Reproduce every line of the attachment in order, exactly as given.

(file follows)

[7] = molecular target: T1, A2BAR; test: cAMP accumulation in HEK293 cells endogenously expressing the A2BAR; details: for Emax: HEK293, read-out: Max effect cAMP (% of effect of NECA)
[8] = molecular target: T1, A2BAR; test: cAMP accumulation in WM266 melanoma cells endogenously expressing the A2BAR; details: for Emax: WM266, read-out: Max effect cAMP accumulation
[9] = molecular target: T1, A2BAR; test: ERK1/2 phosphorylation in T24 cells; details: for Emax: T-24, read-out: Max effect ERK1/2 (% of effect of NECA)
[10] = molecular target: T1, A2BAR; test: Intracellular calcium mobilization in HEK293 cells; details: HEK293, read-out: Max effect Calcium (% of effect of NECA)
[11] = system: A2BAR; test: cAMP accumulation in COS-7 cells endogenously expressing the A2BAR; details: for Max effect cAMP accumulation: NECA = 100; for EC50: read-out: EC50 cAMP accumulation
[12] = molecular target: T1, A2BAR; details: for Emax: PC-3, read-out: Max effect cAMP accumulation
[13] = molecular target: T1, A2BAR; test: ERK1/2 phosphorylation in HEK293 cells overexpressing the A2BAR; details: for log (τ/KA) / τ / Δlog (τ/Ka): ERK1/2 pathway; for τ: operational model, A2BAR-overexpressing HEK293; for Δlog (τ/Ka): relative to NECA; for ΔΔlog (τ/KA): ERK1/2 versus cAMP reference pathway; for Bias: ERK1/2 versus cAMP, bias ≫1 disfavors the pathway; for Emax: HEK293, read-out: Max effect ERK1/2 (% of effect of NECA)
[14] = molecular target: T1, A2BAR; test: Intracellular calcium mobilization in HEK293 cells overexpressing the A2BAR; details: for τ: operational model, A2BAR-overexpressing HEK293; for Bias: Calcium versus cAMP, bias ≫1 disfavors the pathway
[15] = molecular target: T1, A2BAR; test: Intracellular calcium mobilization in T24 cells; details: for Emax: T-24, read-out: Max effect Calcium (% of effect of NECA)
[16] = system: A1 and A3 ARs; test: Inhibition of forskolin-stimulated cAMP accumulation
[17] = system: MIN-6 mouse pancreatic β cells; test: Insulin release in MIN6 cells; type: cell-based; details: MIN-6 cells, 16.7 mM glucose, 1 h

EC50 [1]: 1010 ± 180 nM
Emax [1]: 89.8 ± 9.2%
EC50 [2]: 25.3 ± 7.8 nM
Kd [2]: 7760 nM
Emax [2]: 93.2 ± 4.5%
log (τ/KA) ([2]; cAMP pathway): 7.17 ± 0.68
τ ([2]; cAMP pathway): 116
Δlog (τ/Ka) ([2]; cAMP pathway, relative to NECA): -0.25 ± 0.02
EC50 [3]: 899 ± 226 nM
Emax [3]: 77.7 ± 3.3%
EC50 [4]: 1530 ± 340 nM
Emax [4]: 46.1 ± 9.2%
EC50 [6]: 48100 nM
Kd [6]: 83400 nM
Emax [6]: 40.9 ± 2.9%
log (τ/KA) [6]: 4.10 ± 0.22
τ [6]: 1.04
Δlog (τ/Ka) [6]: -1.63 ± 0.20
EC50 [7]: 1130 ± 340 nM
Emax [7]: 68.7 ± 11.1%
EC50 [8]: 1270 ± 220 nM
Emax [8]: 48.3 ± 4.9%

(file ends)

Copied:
[7] = molecular target: T1, A2BAR; test: cAMP accumulation in HEK293 cells endogenously expressing the A2BAR; details: for Emax: HEK293, read-out: Max effect cAMP (% of effect of NECA)
[8] = molecular target: T1, A2BAR; test: cAMP accumulation in WM266 melanoma cells endogenously expressing the A2BAR; details: for Emax: WM266, read-out: Max effect cAMP accumulation
[9] = molecular target: T1, A2BAR; test: ERK1/2 phosphorylation in T24 cells; details: for Emax: T-24, read-out: Max effect ERK1/2 (% of effect of NECA)
[10] = molecular target: T1, A2BAR; test: Intracellular calcium mobilization in HEK293 cells; details: HEK293, read-out: Max effect Calcium (% of effect of NECA)
[11] = system: A2BAR; test: cAMP accumulation in COS-7 cells endogenously expressing the A2BAR; details: for Max effect cAMP accumulation: NECA = 100; for EC50: read-out: EC50 cAMP accumulation
[12] = molecular target: T1, A2BAR; details: for Emax: PC-3, read-out: Max effect cAMP accumulation
[13] = molecular target: T1, A2BAR; test: ERK1/2 phosphorylation in HEK293 cells overexpressing the A2BAR; details: for log (τ/KA) / τ / Δlog (τ/Ka): ERK1/2 pathway; for τ: operational model, A2BAR-overexpressing HEK293; for Δlog (τ/Ka): relative to NECA; for ΔΔlog (τ/KA): ERK1/2 versus cAMP reference pathway; for Bias: ERK1/2 versus cAMP, bias ≫1 disfavors the pathway; for Emax: HEK293, read-out: Max effect ERK1/2 (% of effect of NECA)
[14] = molecular target: T1, A2BAR; test: Intracellular calcium mobilization in HEK293 cells overexpressing the A2BAR; details: for τ: operational model, A2BAR-overexpressing HEK293; for Bias: Calcium versus cAMP, bias ≫1 disfavors the pathway
[15] = molecular target: T1, A2BAR; test: Intracellular calcium mobilization in T24 cells; details: for Emax: T-24, read-out: Max effect Calcium (% of effect of NECA)
[16] = system: A1 and A3 ARs; test: Inhibition of forskolin-stimulated cAMP accumulation
[17] = system: MIN-6 mouse pancreatic β cells; test: Insulin release in MIN6 cells; type: cell-based; details: MIN-6 cells, 16.7 mM glucose, 1 h

EC50 [1]: 1010 ± 180 nM
Emax [1]: 89.8 ± 9.2%
EC50 [2]: 25.3 ± 7.8 nM
Kd [2]: 7760 nM
Emax [2]: 93.2 ± 4.5%
log (τ/KA) ([2]; cAMP pathway): 7.17 ± 0.68
τ ([2]; cAMP pathway): 116
Δlog (τ/Ka) ([2]; cAMP pathway, relative to NECA): -0.25 ± 0.02
EC50 [3]: 899 ± 226 nM
Emax [3]: 77.7 ± 3.3%
EC50 [4]: 1530 ± 340 nM
Emax [4]: 46.1 ± 9.2%
EC50 [6]: 48100 nM
Kd [6]: 83400 nM
Emax [6]: 40.9 ± 2.9%
log (τ/KA) [6]: 4.10 ± 0.22
τ [6]: 1.04
Δlog (τ/Ka) [6]: -1.63 ± 0.20
EC50 [7]: 1130 ± 340 nM
Emax [7]: 68.7 ± 11.1%
EC50 [8]: 1270 ± 220 nM
Emax [8]: 48.3 ± 4.9%